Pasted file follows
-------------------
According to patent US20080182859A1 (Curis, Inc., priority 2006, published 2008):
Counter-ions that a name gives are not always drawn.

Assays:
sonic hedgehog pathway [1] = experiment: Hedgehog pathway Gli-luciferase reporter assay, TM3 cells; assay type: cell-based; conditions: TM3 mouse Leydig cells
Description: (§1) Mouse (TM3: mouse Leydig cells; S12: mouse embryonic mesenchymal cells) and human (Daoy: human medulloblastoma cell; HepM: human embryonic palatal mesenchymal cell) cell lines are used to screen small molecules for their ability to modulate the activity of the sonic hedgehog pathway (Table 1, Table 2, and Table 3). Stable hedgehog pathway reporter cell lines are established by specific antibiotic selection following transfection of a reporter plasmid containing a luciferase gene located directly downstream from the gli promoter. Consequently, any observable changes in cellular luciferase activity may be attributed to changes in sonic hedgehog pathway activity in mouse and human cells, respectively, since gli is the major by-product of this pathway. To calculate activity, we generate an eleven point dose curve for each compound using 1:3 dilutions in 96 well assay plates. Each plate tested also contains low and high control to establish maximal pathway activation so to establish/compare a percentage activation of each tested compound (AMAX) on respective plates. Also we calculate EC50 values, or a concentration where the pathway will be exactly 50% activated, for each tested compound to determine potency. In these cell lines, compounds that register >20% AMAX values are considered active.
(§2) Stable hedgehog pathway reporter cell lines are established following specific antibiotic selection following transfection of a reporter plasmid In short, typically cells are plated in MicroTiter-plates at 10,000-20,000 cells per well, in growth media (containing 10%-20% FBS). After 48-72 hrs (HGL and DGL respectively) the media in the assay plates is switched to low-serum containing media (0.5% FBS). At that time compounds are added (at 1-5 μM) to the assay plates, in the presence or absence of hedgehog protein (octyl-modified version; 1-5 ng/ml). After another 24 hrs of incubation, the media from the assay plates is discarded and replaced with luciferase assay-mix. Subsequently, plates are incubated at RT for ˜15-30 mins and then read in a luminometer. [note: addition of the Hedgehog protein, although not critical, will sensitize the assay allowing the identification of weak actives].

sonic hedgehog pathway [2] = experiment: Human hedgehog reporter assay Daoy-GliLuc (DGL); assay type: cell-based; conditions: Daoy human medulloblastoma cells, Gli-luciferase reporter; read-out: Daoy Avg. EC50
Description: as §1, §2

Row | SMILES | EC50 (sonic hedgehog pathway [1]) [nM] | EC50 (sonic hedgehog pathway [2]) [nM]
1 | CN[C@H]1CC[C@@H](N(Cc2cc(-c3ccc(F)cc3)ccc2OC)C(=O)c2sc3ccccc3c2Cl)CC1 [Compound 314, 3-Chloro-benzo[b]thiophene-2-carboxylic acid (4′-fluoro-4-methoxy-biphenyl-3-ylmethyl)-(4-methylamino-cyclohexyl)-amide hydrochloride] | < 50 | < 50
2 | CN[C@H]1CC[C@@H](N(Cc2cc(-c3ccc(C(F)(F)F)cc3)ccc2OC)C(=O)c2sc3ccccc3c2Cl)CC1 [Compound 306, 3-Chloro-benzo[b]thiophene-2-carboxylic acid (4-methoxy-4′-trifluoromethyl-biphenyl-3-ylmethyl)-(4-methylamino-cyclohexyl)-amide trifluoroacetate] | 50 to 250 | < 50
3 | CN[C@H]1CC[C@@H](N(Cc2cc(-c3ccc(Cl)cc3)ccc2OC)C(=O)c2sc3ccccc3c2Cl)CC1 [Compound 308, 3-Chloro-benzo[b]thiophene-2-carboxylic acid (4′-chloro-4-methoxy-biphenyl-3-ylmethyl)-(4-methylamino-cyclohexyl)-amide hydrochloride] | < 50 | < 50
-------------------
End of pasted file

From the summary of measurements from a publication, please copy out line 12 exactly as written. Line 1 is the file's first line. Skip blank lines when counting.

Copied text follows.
3 | CN[C@H]1CC[C@@H](N(Cc2cc(-c3ccc(Cl)cc3)ccc2OC)C(=O)c2sc3ccccc3c2Cl)CC1 [Compound 308, 3-Chloro-benzo[b]thiophene-2-carboxylic acid (4′-chloro-4-methoxy-biphenyl-3-ylmethyl)-(4-methylamino-cyclohexyl)-amide hydrochloride] | < 50 | < 50